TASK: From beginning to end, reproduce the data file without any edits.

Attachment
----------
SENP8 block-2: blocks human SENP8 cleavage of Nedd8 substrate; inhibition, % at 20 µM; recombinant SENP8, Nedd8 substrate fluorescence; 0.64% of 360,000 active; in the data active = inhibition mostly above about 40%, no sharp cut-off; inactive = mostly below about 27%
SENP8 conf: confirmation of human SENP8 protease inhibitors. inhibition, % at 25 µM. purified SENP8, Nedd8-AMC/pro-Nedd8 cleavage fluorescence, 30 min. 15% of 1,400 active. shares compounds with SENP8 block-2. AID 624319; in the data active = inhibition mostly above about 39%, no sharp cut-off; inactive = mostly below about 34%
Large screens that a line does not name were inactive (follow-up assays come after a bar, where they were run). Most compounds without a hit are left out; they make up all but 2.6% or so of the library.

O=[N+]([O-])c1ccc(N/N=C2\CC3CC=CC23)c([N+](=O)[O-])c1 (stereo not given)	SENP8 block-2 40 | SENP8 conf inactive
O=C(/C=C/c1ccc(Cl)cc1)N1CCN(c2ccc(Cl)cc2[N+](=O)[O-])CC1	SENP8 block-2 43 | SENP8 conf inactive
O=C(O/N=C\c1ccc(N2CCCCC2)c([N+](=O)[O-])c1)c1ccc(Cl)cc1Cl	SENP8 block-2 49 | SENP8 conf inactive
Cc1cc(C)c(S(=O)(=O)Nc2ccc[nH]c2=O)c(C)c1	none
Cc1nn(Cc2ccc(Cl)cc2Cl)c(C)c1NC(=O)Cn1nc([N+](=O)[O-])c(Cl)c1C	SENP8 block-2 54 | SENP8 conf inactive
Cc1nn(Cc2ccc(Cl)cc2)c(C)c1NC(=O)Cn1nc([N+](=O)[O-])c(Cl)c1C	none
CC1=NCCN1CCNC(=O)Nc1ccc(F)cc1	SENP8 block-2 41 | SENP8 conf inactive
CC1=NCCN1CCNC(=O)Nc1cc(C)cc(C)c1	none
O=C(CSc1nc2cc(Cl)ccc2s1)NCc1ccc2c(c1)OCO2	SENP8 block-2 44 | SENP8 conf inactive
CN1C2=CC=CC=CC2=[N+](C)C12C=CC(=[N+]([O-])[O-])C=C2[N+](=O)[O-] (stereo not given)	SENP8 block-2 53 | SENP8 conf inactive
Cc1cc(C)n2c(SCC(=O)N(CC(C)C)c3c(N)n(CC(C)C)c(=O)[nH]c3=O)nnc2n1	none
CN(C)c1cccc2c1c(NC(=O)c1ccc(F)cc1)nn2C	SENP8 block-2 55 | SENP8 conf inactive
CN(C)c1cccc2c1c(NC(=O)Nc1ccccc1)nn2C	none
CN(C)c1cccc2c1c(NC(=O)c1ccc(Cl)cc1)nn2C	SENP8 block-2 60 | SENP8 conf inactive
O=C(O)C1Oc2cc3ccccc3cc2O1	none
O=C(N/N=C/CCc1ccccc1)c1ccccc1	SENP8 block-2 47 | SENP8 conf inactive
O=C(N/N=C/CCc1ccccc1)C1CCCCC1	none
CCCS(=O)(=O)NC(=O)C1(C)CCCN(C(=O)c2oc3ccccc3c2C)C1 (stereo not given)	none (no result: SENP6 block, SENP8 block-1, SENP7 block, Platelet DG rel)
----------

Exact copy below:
SENP8 block-2: blocks human SENP8 cleavage of Nedd8 substrate; inhibition, % at 20 µM; recombinant SENP8, Nedd8 substrate fluorescence; 0.64% of 360,000 active; in the data active = inhibition mostly above about 40%, no sharp cut-off; inactive = mostly below about 27%
SENP8 conf: confirmation of human SENP8 protease inhibitors. inhibition, % at 25 µM. purified SENP8, Nedd8-AMC/pro-Nedd8 cleavage fluorescence, 30 min. 15% of 1,400 active. shares compounds with SENP8 block-2. AID 624319; in the data active = inhibition mostly above about 39%, no sharp cut-off; inactive = mostly below about 34%
Large screens that a line does not name were inactive (follow-up assays come after a bar, where they were run). Most compounds without a hit are left out; they make up all but 2.6% or so of the library.

O=[N+]([O-])c1ccc(N/N=C2\CC3CC=CC23)c([N+](=O)[O-])c1 (stereo not given)	SENP8 block-2 40 | SENP8 conf inactive
O=C(/C=C/c1ccc(Cl)cc1)N1CCN(c2ccc(Cl)cc2[N+](=O)[O-])CC1	SENP8 block-2 43 | SENP8 conf inactive
O=C(O/N=C\c1ccc(N2CCCCC2)c([N+](=O)[O-])c1)c1ccc(Cl)cc1Cl	SENP8 block-2 49 | SENP8 conf inactive
Cc1cc(C)c(S(=O)(=O)Nc2ccc[nH]c2=O)c(C)c1	none
Cc1nn(Cc2ccc(Cl)cc2Cl)c(C)c1NC(=O)Cn1nc([N+](=O)[O-])c(Cl)c1C	SENP8 block-2 54 | SENP8 conf inactive
Cc1nn(Cc2ccc(Cl)cc2)c(C)c1NC(=O)Cn1nc([N+](=O)[O-])c(Cl)c1C	none
CC1=NCCN1CCNC(=O)Nc1ccc(F)cc1	SENP8 block-2 41 | SENP8 conf inactive
CC1=NCCN1CCNC(=O)Nc1cc(C)cc(C)c1	none
O=C(CSc1nc2cc(Cl)ccc2s1)NCc1ccc2c(c1)OCO2	SENP8 block-2 44 | SENP8 conf inactive
CN1C2=CC=CC=CC2=[N+](C)C12C=CC(=[N+]([O-])[O-])C=C2[N+](=O)[O-] (stereo not given)	SENP8 block-2 53 | SENP8 conf inactive
Cc1cc(C)n2c(SCC(=O)N(CC(C)C)c3c(N)n(CC(C)C)c(=O)[nH]c3=O)nnc2n1	none
CN(C)c1cccc2c1c(NC(=O)c1ccc(F)cc1)nn2C	SENP8 block-2 55 | SENP8 conf inactive
CN(C)c1cccc2c1c(NC(=O)Nc1ccccc1)nn2C	none
CN(C)c1cccc2c1c(NC(=O)c1ccc(Cl)cc1)nn2C	SENP8 block-2 60 | SENP8 conf inactive
O=C(O)C1Oc2cc3ccccc3cc2O1	none
O=C(N/N=C/CCc1ccccc1)c1ccccc1	SENP8 block-2 47 | SENP8 conf inactive
O=C(N/N=C/CCc1ccccc1)C1CCCCC1	none
CCCS(=O)(=O)NC(=O)C1(C)CCCN(C(=O)c2oc3ccccc3c2C)C1 (stereo not given)	none (no result: SENP6 block, SENP8 block-1, SENP7 block, Platelet DG rel)